strike of 1912. Mr. Roosevelt had a already bended backs of the American

" It was a solid front that the Amertaxpayers their exploitation and waste, high opinion of Mr. Crane, and was ican Legion presented to the country and upon the shoulders of American therefore all the more disappointed at its second annual Convention in youth the military burden which must

when in 1912 the Massachusetts Senator Cleveland last week. That must have eventually grow out of this scheme.

found himself not in sympathy with the come as a surprise to the very large The second statement is from Bene- Progressive movement–indeed, Mr.

Progressive movement-indeed, Mr. proportion of public opinion that bedict Crowell, former Assistant Secre- Crane became one of the most subtly lieved the Legion to be more an accumutary of War, who served as right-hand powerful members of the Old Guard, lation of posts than a well-knit organiman to Secretary Baker during the inexorably opposing Theodore Roose- . zation of posts. World War. Mr. Crowell had to do velt, and wielded great influence in the “ The greatest single accomplishment with the general administration of the Republican Convention of that year, as was the decision of the Legion to keep War Department with the exception of also in that of 1916.

out of politics. Not only was that the questions of policy and a few special The Crane paper mills are particularly wish of the majority of its members, activities; during Mr. Baker's several

famous because of the manufacture of but it was the hope of the country at absences in Europe Mr. Crowell was the paper on which the Government large. By their decision the delegates Acting Secretary of War. Mr. Crowell

green backs, National bank notes, and have expressed that wish and fulfilled supported President Wilson in 1912

Government bonds have been printed. that hope. and 1916. He does not propose to sup- While he was yet in his teens Winthrop " It is gratifying that the first thought port him in 1920. In an interview, Murray Crane, grandson of the founder of the Convention and the first purpose reported in the New York “Tribune, of the great manufacturing industry in of the new officers is for the disabled. Mr. Crowell says:

the Berkshires, entered the mills in the The problems of vocational training and It seems evident that Governor Cox humblest capacity and worked his way of compensation have been continuously is making many promises regarding to the top. So it was not until com- vexatious. The agencies responsible for the League which he may not be able to fulfill. .

paratively late in life that he entered these services have been continuously An efficient Administration, in my

public office. In 1896 he was elected criticised. The feeling that their failure opinion, is the great issue in this elec- Lieutenant-Governor of Massachusetts has been due chiefly to lack of unity in

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direction is widespread. The Legion countries, exclusion of 'picture brides,' partisanship that they would welcome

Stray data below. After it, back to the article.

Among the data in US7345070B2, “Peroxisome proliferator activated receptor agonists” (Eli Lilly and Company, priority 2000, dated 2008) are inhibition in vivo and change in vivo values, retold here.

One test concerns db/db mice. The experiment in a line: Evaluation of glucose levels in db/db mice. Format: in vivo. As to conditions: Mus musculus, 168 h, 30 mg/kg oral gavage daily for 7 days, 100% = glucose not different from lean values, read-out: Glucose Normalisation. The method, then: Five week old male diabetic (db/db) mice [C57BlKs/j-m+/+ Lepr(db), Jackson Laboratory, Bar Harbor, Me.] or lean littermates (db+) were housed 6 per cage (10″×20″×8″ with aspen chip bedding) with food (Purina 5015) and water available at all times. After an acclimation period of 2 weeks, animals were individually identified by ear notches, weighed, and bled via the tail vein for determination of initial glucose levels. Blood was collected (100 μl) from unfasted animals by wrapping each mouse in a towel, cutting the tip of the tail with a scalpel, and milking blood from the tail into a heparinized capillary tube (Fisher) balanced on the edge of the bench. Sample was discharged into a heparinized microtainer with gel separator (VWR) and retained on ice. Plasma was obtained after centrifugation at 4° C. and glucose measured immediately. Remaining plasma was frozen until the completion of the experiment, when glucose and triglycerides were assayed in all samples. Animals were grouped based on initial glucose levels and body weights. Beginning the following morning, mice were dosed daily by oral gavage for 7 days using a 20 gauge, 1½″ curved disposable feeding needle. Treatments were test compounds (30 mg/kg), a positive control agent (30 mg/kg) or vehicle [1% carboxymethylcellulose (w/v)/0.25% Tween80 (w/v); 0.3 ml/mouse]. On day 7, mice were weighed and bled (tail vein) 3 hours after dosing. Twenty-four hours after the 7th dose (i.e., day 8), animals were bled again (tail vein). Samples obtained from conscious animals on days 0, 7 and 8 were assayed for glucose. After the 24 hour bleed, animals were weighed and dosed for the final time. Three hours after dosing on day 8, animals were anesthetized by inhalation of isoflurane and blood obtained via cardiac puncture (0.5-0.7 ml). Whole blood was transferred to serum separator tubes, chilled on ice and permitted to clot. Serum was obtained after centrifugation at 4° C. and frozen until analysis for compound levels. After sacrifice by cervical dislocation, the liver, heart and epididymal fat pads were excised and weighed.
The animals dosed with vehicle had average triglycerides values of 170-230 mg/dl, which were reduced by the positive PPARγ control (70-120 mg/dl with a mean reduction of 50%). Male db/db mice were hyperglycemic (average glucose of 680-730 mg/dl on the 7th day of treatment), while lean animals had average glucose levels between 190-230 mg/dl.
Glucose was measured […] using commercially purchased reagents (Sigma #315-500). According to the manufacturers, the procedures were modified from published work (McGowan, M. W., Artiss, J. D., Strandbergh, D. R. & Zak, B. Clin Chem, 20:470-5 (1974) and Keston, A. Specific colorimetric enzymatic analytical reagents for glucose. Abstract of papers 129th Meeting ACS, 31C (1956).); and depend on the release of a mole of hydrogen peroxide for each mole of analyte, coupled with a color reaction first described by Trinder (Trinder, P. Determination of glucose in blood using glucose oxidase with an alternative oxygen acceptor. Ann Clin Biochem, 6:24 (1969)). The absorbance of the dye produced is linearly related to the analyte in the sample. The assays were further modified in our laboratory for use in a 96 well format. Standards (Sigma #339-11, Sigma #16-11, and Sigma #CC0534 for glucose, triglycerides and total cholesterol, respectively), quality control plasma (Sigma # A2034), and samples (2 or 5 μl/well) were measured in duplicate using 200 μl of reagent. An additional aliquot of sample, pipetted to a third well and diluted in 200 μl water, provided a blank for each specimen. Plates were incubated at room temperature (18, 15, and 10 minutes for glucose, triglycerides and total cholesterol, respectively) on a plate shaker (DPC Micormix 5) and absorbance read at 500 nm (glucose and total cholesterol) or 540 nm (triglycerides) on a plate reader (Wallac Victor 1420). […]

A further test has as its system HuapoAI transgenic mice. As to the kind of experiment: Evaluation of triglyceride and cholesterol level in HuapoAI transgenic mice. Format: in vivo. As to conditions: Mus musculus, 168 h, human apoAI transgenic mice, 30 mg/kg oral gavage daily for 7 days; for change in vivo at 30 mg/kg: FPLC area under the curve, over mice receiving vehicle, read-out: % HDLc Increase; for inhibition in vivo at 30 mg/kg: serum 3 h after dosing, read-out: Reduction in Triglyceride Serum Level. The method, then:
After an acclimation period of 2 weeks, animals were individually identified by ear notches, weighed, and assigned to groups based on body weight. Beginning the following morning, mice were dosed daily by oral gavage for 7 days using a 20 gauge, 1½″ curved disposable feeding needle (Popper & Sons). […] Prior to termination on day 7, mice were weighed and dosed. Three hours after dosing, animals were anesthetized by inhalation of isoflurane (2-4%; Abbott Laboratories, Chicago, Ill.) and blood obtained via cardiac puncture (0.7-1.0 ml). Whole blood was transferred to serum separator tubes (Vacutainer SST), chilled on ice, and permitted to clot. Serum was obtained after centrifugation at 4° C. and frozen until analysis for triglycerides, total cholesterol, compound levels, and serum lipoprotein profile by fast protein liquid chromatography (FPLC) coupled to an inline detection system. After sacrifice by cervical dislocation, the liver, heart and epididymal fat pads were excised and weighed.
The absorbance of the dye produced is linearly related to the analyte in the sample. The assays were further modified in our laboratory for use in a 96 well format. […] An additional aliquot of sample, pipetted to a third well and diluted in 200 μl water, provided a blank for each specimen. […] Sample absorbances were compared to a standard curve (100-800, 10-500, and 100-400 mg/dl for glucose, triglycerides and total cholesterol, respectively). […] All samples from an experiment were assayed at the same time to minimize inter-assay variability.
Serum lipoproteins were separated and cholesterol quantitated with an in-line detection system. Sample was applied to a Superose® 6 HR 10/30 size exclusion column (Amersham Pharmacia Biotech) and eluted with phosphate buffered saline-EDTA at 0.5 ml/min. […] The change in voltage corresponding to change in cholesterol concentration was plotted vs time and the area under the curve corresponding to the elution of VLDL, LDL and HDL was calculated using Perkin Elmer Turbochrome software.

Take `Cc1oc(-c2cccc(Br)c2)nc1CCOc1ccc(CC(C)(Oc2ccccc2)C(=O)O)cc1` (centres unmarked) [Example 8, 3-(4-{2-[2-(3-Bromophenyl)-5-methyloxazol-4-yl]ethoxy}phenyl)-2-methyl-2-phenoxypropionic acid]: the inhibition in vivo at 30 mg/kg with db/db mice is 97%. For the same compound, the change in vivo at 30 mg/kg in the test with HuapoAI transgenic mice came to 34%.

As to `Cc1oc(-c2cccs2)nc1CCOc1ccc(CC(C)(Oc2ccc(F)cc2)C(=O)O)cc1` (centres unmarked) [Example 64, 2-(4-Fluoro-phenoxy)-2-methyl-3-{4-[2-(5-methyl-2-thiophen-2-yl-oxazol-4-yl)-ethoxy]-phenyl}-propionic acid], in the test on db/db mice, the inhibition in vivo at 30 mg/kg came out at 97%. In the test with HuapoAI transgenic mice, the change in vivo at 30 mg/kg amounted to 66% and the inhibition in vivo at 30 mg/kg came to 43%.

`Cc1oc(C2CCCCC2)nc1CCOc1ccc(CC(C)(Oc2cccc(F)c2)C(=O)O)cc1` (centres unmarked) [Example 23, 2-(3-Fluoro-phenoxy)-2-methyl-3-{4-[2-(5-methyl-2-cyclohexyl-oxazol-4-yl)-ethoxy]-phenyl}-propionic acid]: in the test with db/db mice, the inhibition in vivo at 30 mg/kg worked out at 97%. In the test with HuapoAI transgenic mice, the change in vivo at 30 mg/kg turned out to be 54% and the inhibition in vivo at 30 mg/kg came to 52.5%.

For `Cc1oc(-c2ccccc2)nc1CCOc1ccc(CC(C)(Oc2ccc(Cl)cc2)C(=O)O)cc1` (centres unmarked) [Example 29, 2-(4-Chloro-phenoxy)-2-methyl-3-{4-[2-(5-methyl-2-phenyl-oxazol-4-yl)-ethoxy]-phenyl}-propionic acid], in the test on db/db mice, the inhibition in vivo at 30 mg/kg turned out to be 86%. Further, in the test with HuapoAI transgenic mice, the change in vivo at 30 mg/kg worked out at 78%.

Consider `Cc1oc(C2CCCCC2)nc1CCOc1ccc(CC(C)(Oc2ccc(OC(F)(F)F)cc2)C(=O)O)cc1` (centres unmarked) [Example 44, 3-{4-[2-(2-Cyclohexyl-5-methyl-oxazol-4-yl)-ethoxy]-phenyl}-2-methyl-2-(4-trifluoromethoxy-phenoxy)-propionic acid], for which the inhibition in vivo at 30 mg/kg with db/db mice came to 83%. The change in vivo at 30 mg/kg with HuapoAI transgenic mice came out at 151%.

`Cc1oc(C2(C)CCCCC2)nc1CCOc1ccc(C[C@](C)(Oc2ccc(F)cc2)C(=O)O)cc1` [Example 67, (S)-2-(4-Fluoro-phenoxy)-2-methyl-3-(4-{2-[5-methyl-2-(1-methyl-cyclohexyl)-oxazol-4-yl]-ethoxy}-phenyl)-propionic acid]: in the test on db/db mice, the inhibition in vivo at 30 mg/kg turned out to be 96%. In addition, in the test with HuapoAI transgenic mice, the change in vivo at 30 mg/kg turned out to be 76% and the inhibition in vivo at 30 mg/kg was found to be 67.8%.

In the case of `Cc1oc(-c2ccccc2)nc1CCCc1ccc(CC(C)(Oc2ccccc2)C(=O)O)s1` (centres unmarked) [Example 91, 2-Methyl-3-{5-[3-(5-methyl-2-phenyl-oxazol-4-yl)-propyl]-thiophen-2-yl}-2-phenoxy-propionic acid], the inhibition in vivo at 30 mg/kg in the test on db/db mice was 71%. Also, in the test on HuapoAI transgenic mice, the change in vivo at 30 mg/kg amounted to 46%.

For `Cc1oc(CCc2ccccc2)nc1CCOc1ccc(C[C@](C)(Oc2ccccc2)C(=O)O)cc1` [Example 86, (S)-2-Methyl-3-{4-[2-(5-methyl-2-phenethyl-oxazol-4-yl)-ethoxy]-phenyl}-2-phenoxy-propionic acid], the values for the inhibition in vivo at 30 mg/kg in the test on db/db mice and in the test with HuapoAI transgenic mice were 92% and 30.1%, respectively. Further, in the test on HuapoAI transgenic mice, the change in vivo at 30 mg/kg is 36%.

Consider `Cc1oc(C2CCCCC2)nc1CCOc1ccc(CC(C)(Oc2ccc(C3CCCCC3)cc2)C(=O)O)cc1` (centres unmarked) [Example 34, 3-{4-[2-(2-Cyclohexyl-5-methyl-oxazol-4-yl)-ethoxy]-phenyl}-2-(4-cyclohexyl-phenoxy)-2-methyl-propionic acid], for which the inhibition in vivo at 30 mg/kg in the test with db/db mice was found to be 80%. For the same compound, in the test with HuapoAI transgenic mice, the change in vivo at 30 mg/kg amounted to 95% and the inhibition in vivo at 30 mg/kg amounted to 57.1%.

,. now comes out for co-ordination of the and restriction of Japanese immigra- a proposal for Ireland's future based Bureau of War Risk Insurance, the tion. Action was precipitated by dele- on mutual concessions and securities rehabilitation division of the Federal gations from the Pacific slope ; oppo- for peace and self-government within Board for Vocational Education, and sition came almost solely from New the Empire. that part of the Public Health Service York. The South was with the West, Viscount Grey's plan would seem to that deals with ex-service men and as was to be expected; the East, with be a reasonable proposal for all but exwomen. It favors the plan, already the exception of the Empire State, was emists and fanatics. But, in point of advocated by others, of the creation of a silent. The danger lies not so much in fact, it has met with fierce opposition special department of the Government, the merits of the decision as in its both by Sinn Fein and by the Ulsterto be directed by a Cabinet officer, who advisability; to many minds it will ites. Briefly stated, Lord Grey propreferably shall be an ex-service man. appear that, in spite of its decision not poses that Ireland should be a DominThis is deserving of consideration. The to enter politics, by its action on the ion, as Canada is. He declares that for example has been well set abroad, where Japanese question the Legion actually

Japanese question the Legion actually the islands of Great Britain and Ireland special ministers have been appointed has entered politics. This view the new “there can be only one foreign policy, to look after the interests of those who National Commander, Colonel F. W. one army, and one navy,” and that an served their country.

Galbraith, does not share. He has actual division between the two which “ In the matter of the bonus the stated that the Japanese question is would mean independence for Ireland Legion took the action that was ex- one of international policy, and that in these matters is no more to be,ach